• 6

    King WAMartin NA: Intracerebral hemorrhage due to dural arteriovenous malformations and fistulae. Neurosurg Clin N Am 3:5775901992

  • 7

    Lasjaunias PChiu Mter Brugge KTolia AHurth MBernstein M: Neurological manifestations of intracranial dural arteriovenous malformations. J Neurosurg 64:7247301986

  • 8

    Lawton MTSanchez-Mejia ROPham DTan JHalbach VV: Tentorial dural arteriovenous fistulae: operative strategies and microsurgical results for six types. Neurosurgery 62:3 Suppl 11101252008

  • 9

    Malik GMPearce JEAusman JIMehta B: Dural arteriovenous malformations and intracranial hemorrhage. Neurosurgery 15:3323391984

  • 10

    Mitsuhashi YAurboonyawat TPereira VMGeibprasert SToulgoat FOzanne A: Dural arteriovenous fistulas draining into the petrosal vein or bridging vein of the medulla: possible homologs of spinal dural arteriovenous fistulas. Clinical article. J Neurosurg 111:8898992009

  • 11

    Piippo ANiemelä Mvan Popta JKangasniemi MRinne JJääskeläinen JE: Characteristics and long-term outcome of 251 patients with dural arteriovenous fistulas in a defined population. Clinical article. J Neurosurg 118:9239342013

  • 12

    Puffer RCDaniels DJKallmes DFCloft HJLanzino G: Curative Onyx embolization of tentorial dural arteriovenous fistulas. Neurosurg Focus 32:5E42012

  • 13

    Satoh KSatomi JNakajima NMatsubara SNagahiro S: Cerebellar hemorrhage caused by dural arteriovenous fistula: a review of five cases. J Neurosurg 94:4224262001

  • 14

    Singh VSmith WSLawton MTHalbach VVYoung WL: Risk factors for hemorrhagic presentation in patients with dural arteriovenous fistulae. Neurosurgery 62:6286352008

If the inline PDF is not rendering correctly, you can download the PDF file here.

Article Information

Address correspondence to: Giuseppe Lanzino, M.D., Department of Neurological Surgery, Mayo Clinic, Rochester, Minnesota 55905. email: lanzino.giuseppe@mayo.edu.

Please include this information when citing this paper: DOI: 10.3171/2013.4.FOCUS1335.

© AANS, except where prohibited by US copyright law.

Headings

Figures

  • View in gallery

    A 67-year-old man developed the worst headache of his life followed by a rapid coma. A: Non–contrast enhanced head CT showing a large left cerebellar hemorrhage. B: Left external carotid artery digital subtraction angiogram, lateral projection, showing a DAVF of the sigmoid sinus fed by the posterior branch of the middle meningeal artery and occipital artery with retrograde cortical venous drainage and a venous varix. C: Left carotid artery digital subtraction angiogram, lateral projection, obtained after Onyx embolization, showing complete obliteration of the fistula. D: Left carotid artery nonsubtracted angiogram, lateral projection, Onyx cast following treatment. Despite a long hospital course, the patient made a good clinical recovery with residual postural vertigo as the only residual symptom/sign.

References

  • 1

    Brown RD JrWiebers DONichols DA: Intracranial dural arteriovenous fistulae: angiographic predictors of intracranial hemorrhage and clinical outcome in nonsurgical patients. J Neurosurg 81:5315381994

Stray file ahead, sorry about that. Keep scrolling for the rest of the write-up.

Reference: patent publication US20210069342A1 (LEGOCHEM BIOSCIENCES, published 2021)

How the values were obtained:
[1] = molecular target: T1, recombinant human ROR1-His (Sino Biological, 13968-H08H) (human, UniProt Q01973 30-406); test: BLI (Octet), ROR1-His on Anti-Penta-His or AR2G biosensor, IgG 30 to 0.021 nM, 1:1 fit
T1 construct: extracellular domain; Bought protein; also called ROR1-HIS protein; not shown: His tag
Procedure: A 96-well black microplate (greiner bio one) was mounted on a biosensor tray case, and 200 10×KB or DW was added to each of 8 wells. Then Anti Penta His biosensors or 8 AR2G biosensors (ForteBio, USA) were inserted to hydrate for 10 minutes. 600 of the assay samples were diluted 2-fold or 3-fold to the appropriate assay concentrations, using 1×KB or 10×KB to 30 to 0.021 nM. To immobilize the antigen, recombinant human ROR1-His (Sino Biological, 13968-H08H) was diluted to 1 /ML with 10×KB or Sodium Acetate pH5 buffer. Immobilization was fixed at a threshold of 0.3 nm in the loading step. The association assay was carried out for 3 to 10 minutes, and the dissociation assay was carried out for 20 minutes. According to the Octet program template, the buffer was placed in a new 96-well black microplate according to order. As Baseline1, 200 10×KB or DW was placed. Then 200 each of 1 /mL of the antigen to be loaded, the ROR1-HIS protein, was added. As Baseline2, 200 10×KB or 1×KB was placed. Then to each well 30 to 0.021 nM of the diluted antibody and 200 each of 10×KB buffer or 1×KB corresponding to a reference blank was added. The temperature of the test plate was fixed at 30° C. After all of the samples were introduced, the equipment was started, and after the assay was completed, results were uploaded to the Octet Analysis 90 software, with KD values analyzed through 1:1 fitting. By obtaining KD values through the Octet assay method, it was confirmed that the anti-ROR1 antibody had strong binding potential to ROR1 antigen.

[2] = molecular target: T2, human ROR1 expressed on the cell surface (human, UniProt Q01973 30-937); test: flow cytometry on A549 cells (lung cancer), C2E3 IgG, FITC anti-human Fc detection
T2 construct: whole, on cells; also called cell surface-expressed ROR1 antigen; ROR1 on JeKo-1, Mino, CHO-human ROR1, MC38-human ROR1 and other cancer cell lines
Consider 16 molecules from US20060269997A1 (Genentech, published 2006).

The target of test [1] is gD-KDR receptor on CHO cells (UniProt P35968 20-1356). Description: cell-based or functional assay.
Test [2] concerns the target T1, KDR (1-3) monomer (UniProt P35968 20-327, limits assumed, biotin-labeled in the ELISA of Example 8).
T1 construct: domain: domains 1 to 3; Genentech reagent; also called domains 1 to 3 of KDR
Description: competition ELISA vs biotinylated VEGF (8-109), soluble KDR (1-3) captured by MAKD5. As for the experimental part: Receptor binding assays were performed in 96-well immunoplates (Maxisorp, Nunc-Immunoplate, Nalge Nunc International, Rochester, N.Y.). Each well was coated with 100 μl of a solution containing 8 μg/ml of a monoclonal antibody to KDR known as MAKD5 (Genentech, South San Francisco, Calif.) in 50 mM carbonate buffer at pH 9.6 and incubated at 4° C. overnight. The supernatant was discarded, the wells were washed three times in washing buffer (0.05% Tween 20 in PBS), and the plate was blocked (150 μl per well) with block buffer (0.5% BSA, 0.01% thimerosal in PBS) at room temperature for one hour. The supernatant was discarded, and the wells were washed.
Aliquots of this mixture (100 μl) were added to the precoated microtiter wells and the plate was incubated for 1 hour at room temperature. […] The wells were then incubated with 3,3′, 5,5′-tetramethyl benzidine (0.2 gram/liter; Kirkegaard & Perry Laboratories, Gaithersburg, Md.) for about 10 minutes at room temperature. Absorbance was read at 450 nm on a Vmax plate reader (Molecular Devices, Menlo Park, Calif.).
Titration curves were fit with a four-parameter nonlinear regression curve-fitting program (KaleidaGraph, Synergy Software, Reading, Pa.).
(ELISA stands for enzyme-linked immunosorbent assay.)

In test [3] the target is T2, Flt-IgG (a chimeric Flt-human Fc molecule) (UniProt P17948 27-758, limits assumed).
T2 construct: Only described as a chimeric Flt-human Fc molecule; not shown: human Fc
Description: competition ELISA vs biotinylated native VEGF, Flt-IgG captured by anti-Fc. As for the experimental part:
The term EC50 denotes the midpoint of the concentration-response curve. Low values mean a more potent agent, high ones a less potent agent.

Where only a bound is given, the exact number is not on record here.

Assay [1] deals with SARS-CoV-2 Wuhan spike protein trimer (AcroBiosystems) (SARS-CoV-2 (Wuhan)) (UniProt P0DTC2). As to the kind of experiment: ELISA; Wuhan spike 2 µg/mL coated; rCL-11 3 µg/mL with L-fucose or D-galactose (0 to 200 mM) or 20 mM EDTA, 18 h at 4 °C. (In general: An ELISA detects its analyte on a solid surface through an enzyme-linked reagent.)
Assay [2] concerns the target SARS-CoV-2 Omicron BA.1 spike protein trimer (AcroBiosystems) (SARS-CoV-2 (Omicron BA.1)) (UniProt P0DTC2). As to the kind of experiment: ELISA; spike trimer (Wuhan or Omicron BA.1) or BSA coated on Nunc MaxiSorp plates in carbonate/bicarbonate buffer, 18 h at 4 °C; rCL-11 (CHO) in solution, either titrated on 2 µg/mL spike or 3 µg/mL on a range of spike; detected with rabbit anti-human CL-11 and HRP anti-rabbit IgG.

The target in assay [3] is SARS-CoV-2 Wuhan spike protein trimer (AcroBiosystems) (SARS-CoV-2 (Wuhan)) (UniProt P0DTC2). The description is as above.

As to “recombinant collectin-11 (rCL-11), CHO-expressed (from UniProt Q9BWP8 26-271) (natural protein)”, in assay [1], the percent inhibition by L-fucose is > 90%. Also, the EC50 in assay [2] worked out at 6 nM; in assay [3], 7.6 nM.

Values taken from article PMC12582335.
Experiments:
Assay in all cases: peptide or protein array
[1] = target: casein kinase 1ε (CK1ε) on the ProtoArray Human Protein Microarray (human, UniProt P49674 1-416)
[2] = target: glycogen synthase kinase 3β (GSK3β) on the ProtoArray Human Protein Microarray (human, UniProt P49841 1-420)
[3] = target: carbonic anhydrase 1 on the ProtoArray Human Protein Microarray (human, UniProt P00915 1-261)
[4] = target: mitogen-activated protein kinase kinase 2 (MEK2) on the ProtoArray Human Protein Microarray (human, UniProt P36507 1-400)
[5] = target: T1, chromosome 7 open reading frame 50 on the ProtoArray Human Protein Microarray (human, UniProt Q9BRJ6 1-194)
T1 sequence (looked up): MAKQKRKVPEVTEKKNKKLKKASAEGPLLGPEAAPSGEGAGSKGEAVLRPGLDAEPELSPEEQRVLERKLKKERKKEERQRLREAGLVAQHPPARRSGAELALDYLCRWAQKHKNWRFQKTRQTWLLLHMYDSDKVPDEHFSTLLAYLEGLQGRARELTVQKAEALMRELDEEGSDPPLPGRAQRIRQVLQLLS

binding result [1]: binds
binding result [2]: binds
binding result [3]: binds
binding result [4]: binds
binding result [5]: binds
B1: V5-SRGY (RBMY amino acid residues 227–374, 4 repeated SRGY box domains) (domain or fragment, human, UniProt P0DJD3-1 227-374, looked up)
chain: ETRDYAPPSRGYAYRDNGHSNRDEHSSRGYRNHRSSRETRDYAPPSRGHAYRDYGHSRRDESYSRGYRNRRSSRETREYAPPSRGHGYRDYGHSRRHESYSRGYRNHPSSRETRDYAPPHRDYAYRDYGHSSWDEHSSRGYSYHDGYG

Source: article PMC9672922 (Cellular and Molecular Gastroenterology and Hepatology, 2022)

• 2

    Choi JHMast HSciacca RRHartmann AKhaw AVMohr JP: Clinical outcome after first and recurrent hemorrhage in patients with untreated brain arteriovenous malformation. Stroke 37:124312472006

  • 3

    Cognard CGobin YPPierot LBailly ALHoudart ECasasco A: Cerebral dural arteriovenous fistulas: clinical and angiographic correlation with a revised classification of venous drainage. Radiology 194:6716801995

  • 4

    Duffau HLopes MJanosevic VSichez JPFaillot TCapelle L: Early rebleeding from intracranial dural arteriovenous fistulas: report of 20 cases and review of the literature. J Neurosurg 90:78841999

  • 5

    Geibprasert SPereira VKrings TJiarakongmun PToulgoat FPongpech S: Dural arteriovenous shunts: a new classification of craniospinal epidural venous anatomical bases and clinical correlations. Stroke 39:278327942008

  • 6

    King WAMartin NA: Intracerebral hemorrhage due to dural arteriovenous malformations and fistulae. Neurosurg Clin N Am 3:5775901992

  • 7

    Lasjaunias PChiu Mter Brugge KTolia AHurth MBernstein M: Neurological manifestations of intracranial dural arteriovenous malformations. J Neurosurg 64:7247301986

  • 8

    Lawton MTSanchez-Mejia ROPham DTan JHalbach VV: Tentorial dural arteriovenous fistulae: operative strategies and microsurgical results for six types. Neurosurgery 62:3 Suppl 11101252008

  • 9

    Malik GMPearce JEAusman JIMehta B: Dural arteriovenous malformations and intracranial hemorrhage. Neurosurgery 15:3323391984

  • 10

    Mitsuhashi YAurboonyawat TPereira VMGeibprasert SToulgoat FOzanne A: Dural arteriovenous fistulas draining into the petrosal vein or bridging vein of the medulla: possible homologs of spinal dural arteriovenous fistulas. Clinical article. J Neurosurg 111:8898992009

  • 11

    Piippo ANiemelä Mvan Popta JKangasniemi MRinne JJääskeläinen JE: Characteristics and long-term outcome of 251 patients with dural arteriovenous fistulas in a defined population. Clinical article. J Neurosurg 118:9239342013

  • 12

    Puffer RCDaniels DJKallmes DFCloft HJLanzino G: Curative Onyx embolization of tentorial dural arteriovenous fistulas. Neurosurg Focus 32:5E42012

  • 13

    Satoh KSatomi JNakajima NMatsubara SNagahiro S: Cerebellar hemorrhage caused by dural arteriovenous fistula: a review of five cases. J Neurosurg 94:4224262001

  • 14

    Singh VSmith WSLawton MTHalbach VVYoung WL: Risk factors for hemorrhagic presentation in patients with dural arteriovenous fistulae. Neurosurgery 62:6286352008

TrendMD

Metrics

Metrics

All Time Past Year Past 30 Days
Abstract Views 0 0 0
Full Text Views 309 309 22
PDF Downloads 367 367 50
EPUB Downloads 0 0 0

PubMed

Google Scholar